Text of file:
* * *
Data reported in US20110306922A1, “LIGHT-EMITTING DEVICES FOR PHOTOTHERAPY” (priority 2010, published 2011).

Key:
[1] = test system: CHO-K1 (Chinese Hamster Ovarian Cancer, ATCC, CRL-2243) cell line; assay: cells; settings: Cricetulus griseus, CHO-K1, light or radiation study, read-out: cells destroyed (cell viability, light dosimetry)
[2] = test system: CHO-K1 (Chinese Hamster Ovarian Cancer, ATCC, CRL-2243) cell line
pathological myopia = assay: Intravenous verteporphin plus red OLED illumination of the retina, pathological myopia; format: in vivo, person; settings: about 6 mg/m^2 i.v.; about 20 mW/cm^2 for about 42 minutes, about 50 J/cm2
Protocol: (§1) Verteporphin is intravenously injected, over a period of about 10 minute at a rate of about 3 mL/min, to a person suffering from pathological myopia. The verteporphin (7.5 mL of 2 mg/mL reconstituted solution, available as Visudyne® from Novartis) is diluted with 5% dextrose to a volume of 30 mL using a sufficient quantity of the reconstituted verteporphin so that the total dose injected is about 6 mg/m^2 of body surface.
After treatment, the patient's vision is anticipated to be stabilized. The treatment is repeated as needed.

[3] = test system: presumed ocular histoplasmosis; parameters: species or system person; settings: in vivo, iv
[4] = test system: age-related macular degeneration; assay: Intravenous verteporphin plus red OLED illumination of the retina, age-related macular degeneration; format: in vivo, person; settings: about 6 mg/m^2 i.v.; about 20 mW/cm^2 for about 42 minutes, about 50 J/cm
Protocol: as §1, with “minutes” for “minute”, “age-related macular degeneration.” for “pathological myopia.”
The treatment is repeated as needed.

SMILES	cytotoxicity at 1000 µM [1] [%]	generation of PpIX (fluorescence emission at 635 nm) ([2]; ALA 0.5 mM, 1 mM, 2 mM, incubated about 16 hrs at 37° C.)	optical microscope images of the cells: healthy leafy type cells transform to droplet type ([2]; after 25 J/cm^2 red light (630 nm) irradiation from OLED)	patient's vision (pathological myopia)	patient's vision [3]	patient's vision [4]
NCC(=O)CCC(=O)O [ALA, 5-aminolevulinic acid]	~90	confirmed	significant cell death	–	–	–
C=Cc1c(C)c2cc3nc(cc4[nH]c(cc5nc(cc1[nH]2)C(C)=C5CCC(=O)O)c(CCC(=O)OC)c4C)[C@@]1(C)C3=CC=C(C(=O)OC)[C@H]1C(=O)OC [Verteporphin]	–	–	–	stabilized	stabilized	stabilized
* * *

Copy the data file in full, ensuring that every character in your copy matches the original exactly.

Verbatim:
Data reported in US20110306922A1, “LIGHT-EMITTING DEVICES FOR PHOTOTHERAPY” (priority 2010, published 2011).

Key:
[1] = test system: CHO-K1 (Chinese Hamster Ovarian Cancer, ATCC, CRL-2243) cell line; assay: cells; settings: Cricetulus griseus, CHO-K1, light or radiation study, read-out: cells destroyed (cell viability, light dosimetry)
[2] = test system: CHO-K1 (Chinese Hamster Ovarian Cancer, ATCC, CRL-2243) cell line
pathological myopia = assay: Intravenous verteporphin plus red OLED illumination of the retina, pathological myopia; format: in vivo, person; settings: about 6 mg/m^2 i.v.; about 20 mW/cm^2 for about 42 minutes, about 50 J/cm2
Protocol: (§1) Verteporphin is intravenously injected, over a period of about 10 minute at a rate of about 3 mL/min, to a person suffering from pathological myopia. The verteporphin (7.5 mL of 2 mg/mL reconstituted solution, available as Visudyne® from Novartis) is diluted with 5% dextrose to a volume of 30 mL using a sufficient quantity of the reconstituted verteporphin so that the total dose injected is about 6 mg/m^2 of body surface.
After treatment, the patient's vision is anticipated to be stabilized. The treatment is repeated as needed.

[3] = test system: presumed ocular histoplasmosis; parameters: species or system person; settings: in vivo, iv
[4] = test system: age-related macular degeneration; assay: Intravenous verteporphin plus red OLED illumination of the retina, age-related macular degeneration; format: in vivo, person; settings: about 6 mg/m^2 i.v.; about 20 mW/cm^2 for about 42 minutes, about 50 J/cm
Protocol: as §1, with “minutes” for “minute”, “age-related macular degeneration.” for “pathological myopia.”
The treatment is repeated as needed.

SMILES	cytotoxicity at 1000 µM [1] [%]	generation of PpIX (fluorescence emission at 635 nm) ([2]; ALA 0.5 mM, 1 mM, 2 mM, incubated about 16 hrs at 37° C.)	optical microscope images of the cells: healthy leafy type cells transform to droplet type ([2]; after 25 J/cm^2 red light (630 nm) irradiation from OLED)	patient's vision (pathological myopia)	patient's vision [3]	patient's vision [4]
NCC(=O)CCC(=O)O [ALA, 5-aminolevulinic acid]	~90	confirmed	significant cell death	–	–	–
C=Cc1c(C)c2cc3nc(cc4[nH]c(cc5nc(cc1[nH]2)C(C)=C5CCC(=O)O)c(CCC(=O)OC)c4C)[C@@]1(C)C3=CC=C(C(=O)OC)[C@H]1C(=O)OC [Verteporphin]	–	–	–	stabilized	stabilized	stabilized